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Kiniry v. Carroll

United States District Court, D. New Hampshire

August 17, 2017

Aaron Kiniry
v.
Lt. Carroll et al.[1]

          Aaron Kiniry, pro se

          REPORT AND RECOMMENDATION

          Andrea K. Johnstone United States Magistrate Judge

         Before the court is plaintiff Aaron Kiniry's complaint (Doc. No. 1), filed pursuant to 42 U.S.C. § 1983, alleging that defendants, employees of the New Hampshire State Prison ("NHSP"), have violated Kiniry's constitutional rights during his incarceration at that facility. The complaint is before this magistrate judge for preliminary review, pursuant to 28 U.S.C. § l9l5A(a) and LR 4.3(d)(1). Kiniry's complaint also contains a request for preliminary injunctive relief, which has been referred to this magistrate judge for a report and recommendation as to disposition. See Mar. 20, 2017 Order.

         Background

         In his complaint, Kiniry alleges that he suffers from a number of mental health problems, including post-traumatic stress disorder, anger-management issues, attention deficit hyperactivity disorder, oppositional defiant disorder, and obsessive-compulsive disorder. Kiniry alleges that on more than one occasion, corrections officers have "become provocative" "to the point where [Kiniry] would cut [him]self severely enough to actually attempt suicide." Compl. (Doc. No. 1). Kiniry states that on several occasions officers knew he was "cutting up" and did nothing about it. Id. Kiniry suggests that defendants knew he was suicidal as he has, more than once, overdosed on aspirin, resulting in his hospitalization.

         Kiniry alleges that on one occasion, NHSP Sgt. Marshall took pictures of Kiniry's wrist when it was "slit wide open, " without Kiniry's consent. Id. Kiniry states that he is "going through channels to hold [Marshall] accountable" for taking pictures of Kiniry's wrist. Kiniry alleges that, as a result of his complaints about Marshall's conduct, one or more officers have retaliated against him by discarding his property, including sentimental items that cannot be replaced, and his DD- 214 Form.[2] Kiniry further asserts that the named defendants retaliate against him "any way they can, " and that he does not feel safe around them.

         Discussion

         I. Preliminary Review

         A. Standard

         The court reviews complaints filed by pro se incarcerated plaintiffs to determine, among other things, whether plaintiff has asserted any claim upon which relief might be granted. See 28 U.S.C. § l9l5A(a), LR 4.3(d)(1). In determining whether a pro se pleading states a claim, the court construes the pleading liberally. See Erickson v. Pardus, 551 U.S. 89, 94 (2007) . Disregarding any legal conclusions, the court considers whether the factual content in the pleading and inferences reasonably drawn therefrom, taken as true, state a claim to relief. Hernandez-Cuevas v. Taylor, 723 F.3d 91, 102-03 (1st Cir. 2013) (citing Ashcroft v. Iqbal, 556 U.S. 662, 678 (2009)).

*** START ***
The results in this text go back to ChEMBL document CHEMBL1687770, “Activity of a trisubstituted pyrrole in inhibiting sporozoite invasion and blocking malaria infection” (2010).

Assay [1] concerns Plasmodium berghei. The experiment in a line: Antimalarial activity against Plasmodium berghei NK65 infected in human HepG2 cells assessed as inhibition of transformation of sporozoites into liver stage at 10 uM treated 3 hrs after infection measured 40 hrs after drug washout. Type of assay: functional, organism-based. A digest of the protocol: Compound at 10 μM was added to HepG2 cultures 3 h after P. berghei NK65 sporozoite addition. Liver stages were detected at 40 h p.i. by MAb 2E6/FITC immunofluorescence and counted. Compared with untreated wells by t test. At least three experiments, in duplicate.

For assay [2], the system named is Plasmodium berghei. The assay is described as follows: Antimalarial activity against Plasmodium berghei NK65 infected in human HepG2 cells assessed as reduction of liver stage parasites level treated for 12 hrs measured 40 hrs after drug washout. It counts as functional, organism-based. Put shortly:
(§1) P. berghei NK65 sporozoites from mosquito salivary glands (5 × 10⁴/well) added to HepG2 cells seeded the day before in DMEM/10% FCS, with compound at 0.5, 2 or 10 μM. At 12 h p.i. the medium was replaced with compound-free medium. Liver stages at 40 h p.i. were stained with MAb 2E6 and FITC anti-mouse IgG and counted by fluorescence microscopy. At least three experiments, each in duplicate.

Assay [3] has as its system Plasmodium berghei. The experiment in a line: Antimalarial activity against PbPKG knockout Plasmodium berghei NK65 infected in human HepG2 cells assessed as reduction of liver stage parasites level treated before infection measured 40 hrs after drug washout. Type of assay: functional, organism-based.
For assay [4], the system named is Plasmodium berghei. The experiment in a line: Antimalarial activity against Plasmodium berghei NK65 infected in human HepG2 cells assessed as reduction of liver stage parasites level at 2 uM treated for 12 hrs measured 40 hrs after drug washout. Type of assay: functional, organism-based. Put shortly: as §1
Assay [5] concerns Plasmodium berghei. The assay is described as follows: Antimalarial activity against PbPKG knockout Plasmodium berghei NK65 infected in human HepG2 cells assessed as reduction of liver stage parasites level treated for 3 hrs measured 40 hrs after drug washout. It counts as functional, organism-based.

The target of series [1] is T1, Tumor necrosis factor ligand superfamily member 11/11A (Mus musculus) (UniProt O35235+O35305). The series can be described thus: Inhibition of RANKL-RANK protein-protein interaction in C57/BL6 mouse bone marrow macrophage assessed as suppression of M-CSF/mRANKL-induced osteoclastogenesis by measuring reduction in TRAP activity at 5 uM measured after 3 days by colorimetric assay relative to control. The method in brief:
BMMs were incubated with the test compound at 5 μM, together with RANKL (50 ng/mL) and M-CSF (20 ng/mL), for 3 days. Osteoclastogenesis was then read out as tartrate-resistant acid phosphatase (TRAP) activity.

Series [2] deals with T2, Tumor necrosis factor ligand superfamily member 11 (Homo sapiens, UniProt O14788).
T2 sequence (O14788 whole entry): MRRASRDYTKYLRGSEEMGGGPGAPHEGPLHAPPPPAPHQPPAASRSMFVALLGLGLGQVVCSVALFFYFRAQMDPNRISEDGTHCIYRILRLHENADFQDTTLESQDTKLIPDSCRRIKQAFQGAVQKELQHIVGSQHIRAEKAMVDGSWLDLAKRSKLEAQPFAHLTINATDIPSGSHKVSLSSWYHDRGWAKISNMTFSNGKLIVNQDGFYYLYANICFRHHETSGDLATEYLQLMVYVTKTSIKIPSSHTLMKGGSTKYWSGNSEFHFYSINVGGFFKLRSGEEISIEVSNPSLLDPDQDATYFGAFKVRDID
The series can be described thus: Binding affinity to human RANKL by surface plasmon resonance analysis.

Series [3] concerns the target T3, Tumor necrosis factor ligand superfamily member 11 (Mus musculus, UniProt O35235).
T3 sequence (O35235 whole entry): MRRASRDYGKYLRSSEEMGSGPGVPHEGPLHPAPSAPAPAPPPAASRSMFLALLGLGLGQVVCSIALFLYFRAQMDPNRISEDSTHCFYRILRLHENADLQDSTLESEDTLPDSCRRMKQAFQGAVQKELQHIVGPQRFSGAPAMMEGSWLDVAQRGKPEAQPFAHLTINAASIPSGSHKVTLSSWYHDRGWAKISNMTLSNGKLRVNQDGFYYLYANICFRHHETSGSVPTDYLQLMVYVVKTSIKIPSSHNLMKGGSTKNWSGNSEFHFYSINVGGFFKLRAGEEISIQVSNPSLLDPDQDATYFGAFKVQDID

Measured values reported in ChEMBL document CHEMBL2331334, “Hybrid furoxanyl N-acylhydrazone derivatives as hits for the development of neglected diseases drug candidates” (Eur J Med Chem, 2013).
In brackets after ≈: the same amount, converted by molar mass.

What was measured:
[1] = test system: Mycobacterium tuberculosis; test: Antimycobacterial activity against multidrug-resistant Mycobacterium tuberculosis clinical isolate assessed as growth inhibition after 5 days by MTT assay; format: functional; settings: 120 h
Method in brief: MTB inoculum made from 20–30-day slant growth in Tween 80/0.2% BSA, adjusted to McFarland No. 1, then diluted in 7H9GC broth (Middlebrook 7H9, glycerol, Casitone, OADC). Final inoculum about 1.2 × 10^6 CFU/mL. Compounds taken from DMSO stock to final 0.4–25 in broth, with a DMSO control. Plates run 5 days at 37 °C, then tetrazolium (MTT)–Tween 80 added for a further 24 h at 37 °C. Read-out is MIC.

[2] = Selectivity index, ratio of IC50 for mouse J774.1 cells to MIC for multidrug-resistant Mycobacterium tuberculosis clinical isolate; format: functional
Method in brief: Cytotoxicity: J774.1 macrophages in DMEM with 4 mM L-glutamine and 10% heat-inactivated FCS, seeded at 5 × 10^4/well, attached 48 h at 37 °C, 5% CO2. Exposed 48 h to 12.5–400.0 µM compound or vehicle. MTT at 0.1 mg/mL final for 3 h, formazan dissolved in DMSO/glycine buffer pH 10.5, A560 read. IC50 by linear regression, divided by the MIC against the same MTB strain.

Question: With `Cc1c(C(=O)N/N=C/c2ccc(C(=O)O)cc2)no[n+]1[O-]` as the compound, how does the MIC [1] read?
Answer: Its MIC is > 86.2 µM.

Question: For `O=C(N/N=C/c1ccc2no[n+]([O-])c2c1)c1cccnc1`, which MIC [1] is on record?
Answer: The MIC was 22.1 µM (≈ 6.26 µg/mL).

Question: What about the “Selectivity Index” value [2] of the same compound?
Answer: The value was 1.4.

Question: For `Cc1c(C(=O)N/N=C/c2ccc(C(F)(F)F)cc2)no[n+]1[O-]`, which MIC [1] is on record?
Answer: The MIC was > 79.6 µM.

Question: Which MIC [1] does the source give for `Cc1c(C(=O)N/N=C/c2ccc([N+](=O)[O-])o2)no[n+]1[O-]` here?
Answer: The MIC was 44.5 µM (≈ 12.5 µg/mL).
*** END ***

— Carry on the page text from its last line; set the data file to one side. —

B. Eighth Amendment Claims

         Kiniry alleges that the defendant corrections officers violated his Eighth Amendment rights when they: 1) engaged in conduct that provoked Kiniry to harm himself and/or to attempt suicide; and 2) failed to respond when they knew that Kiniry was engaged in self-harm and suicidal behavior. Kiniry's claims concerning this conduct allege violations of his Eighth Amendment rights.

         The Eighth Amendment's Cruel and Unusual Punishment Clause requires prison officials to take "reasonable measures to guarantee the safety of the inmates." Farmer v. Brennan, 511 U.S. 825, 832-33 (1994) . To establish unconstitutional endangerment, an inmate must assert facts to demonstrate that, objectively, he was incarcerated "under conditions posing a substantial risk of serious harm, " and that the involved prison officials knew of and disregarded the excessive risk to the inmate's safety. Id. at 834.

         In order to state a claim for the denial of adequate medical care under the Eighth Amendment, an inmate must allege that defendants committed "acts or omissions . . . sufficiently harmful to evidence deliberate indifference to serious medical needs." Leavitt v. Corr. Med. Servs., 645 F.3d 484, 497 (1st Cir. 2011). At a minimum, the plaintiff must allege facts showing that the defendant(s) possessed a purposeful, knowing, or reckless state of mind, as " 'liability for negligently inflicted harm is categorically beneath the threshold of ...


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